Hence, anyone with a known or suspected thyroid issue should seriously consider cooking that broccoli and other cruciferous veggies or avoiding them temporarily until thyroid problems improve.

But What About Salads?
While an occasional arugula salad, a handful of broccoli florets or cup of coleslaw is not going to do any harm to most folks, it would be wise to exercise caution and not make a habit of consuming large amounts of raw cruciferous vegetables especially in the presence of thyroid issues.

Another consideration is for those suffering from acid reflux. A very small amount of raw cabbage a few minutes before a meal can be extremely helpful in reducing reflux issues as suggested by Dr. Natasha Campbell-McBride MD. Cabbage stimulates hydrochloric acid (HCL) production to permit digestion to proceed normally without the creation of a secondary wave of acid from the putrefying contents of the stomach erupting back into the throat. My husband actually uses this home remedy with amazing success particularly when we are traveling and the quality of the food is not as good as what we eat at home.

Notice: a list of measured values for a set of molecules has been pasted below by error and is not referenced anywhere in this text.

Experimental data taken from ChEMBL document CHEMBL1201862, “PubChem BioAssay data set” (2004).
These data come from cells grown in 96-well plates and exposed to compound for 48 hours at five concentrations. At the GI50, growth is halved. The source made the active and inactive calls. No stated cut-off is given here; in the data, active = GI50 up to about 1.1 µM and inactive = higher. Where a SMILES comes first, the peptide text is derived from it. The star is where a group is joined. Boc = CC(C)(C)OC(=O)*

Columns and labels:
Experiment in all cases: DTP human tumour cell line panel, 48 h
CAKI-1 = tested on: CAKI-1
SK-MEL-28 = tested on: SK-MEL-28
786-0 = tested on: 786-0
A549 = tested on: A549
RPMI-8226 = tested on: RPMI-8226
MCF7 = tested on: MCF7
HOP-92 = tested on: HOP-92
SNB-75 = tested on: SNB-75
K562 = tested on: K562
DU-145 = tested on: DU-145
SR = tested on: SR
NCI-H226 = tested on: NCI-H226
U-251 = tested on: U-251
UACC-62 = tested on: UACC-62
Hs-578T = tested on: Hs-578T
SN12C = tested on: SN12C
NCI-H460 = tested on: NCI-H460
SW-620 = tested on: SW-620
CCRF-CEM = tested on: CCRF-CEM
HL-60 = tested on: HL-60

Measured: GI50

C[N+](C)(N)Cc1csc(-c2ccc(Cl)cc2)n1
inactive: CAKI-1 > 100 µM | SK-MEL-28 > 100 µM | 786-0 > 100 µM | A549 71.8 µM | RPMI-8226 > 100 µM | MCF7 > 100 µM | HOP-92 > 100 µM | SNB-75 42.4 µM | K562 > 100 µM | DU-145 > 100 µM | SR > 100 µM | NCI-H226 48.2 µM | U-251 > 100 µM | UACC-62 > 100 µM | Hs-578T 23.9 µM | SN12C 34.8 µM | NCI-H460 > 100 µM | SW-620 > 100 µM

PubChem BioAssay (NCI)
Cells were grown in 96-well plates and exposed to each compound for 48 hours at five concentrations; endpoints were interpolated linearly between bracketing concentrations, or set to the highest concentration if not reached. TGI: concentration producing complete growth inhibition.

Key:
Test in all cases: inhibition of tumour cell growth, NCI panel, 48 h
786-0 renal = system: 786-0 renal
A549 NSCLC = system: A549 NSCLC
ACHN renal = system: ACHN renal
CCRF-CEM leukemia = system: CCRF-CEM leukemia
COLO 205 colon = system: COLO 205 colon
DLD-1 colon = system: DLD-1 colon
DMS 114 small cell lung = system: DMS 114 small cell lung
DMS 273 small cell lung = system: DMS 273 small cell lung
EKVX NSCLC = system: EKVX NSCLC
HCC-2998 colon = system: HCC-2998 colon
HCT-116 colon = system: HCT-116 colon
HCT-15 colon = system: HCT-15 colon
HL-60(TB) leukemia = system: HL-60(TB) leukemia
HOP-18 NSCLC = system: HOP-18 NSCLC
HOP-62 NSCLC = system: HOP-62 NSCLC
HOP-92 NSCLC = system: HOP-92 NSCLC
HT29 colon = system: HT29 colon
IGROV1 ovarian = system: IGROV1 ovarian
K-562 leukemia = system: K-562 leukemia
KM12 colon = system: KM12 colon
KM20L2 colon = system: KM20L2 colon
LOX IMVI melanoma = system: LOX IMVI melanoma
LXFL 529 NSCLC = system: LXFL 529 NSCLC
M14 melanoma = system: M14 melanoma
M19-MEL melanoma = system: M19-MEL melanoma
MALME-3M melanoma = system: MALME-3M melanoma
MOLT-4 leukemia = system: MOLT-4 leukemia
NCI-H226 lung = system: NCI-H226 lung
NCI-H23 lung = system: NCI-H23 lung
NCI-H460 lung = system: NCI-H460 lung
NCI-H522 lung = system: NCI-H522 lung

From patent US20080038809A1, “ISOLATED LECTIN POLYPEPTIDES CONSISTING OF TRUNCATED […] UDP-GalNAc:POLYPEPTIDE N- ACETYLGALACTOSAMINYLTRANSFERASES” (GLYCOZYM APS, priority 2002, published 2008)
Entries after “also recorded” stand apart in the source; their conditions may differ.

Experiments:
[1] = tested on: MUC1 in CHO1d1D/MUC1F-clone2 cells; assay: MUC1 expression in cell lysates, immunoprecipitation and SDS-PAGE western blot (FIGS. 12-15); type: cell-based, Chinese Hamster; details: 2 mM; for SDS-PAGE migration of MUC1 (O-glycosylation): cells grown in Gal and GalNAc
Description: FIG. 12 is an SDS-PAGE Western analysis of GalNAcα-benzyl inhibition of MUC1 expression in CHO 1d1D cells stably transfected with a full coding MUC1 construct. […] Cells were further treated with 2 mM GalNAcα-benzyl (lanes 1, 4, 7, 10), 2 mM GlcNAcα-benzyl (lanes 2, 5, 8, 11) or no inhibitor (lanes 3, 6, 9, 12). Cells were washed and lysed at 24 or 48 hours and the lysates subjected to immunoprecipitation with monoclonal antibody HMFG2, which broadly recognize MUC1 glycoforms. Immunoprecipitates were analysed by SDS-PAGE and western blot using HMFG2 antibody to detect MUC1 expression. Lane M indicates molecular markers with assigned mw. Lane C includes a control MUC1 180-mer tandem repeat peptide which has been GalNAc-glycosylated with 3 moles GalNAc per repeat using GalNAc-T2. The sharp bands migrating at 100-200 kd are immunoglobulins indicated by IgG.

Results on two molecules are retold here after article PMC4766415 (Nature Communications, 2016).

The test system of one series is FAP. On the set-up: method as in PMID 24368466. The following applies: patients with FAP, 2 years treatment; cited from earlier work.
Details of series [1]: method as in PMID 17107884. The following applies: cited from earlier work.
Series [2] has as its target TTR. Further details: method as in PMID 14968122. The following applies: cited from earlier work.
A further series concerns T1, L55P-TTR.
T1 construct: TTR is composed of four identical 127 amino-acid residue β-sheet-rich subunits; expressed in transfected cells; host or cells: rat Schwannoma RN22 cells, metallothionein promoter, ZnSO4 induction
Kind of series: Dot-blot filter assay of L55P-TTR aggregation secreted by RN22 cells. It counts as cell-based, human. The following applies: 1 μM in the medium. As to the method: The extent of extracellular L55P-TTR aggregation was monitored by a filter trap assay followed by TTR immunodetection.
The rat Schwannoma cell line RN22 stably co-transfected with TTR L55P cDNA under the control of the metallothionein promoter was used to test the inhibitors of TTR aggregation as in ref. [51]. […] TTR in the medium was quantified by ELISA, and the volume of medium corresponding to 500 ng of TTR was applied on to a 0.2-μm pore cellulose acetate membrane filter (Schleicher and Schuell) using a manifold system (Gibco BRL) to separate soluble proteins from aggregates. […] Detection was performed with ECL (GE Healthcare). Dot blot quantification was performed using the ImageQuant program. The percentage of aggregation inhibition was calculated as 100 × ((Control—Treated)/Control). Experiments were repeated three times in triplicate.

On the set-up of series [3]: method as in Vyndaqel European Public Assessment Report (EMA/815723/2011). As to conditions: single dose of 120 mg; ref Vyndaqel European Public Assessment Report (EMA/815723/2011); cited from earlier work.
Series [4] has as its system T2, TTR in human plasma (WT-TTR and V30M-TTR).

Fermenting Cruciferous Veggies
Of course, if you wish to preserve all the enzymes and still break down the cellulose in cruciferous vegetables without cooking, you can try your hand at fermenting them.  Traditionally made sauerkraut, for example, not only breaks down and softens the cellulose but also adds additional enzymes and probiotics to the mix.
Note, however, that fermentation does not reduce goitrogens in crucifers.  Since fermented crucifers such as sauerkraut are typically eaten as a condiment and, hence, in small amounts, consumption is usually fine if the diet is rich in iodine and there is no thyroid condition present.
Once again, science is bearing out the wisdom of traditional food preparation practices!

Sarah, The Healthy Home Economist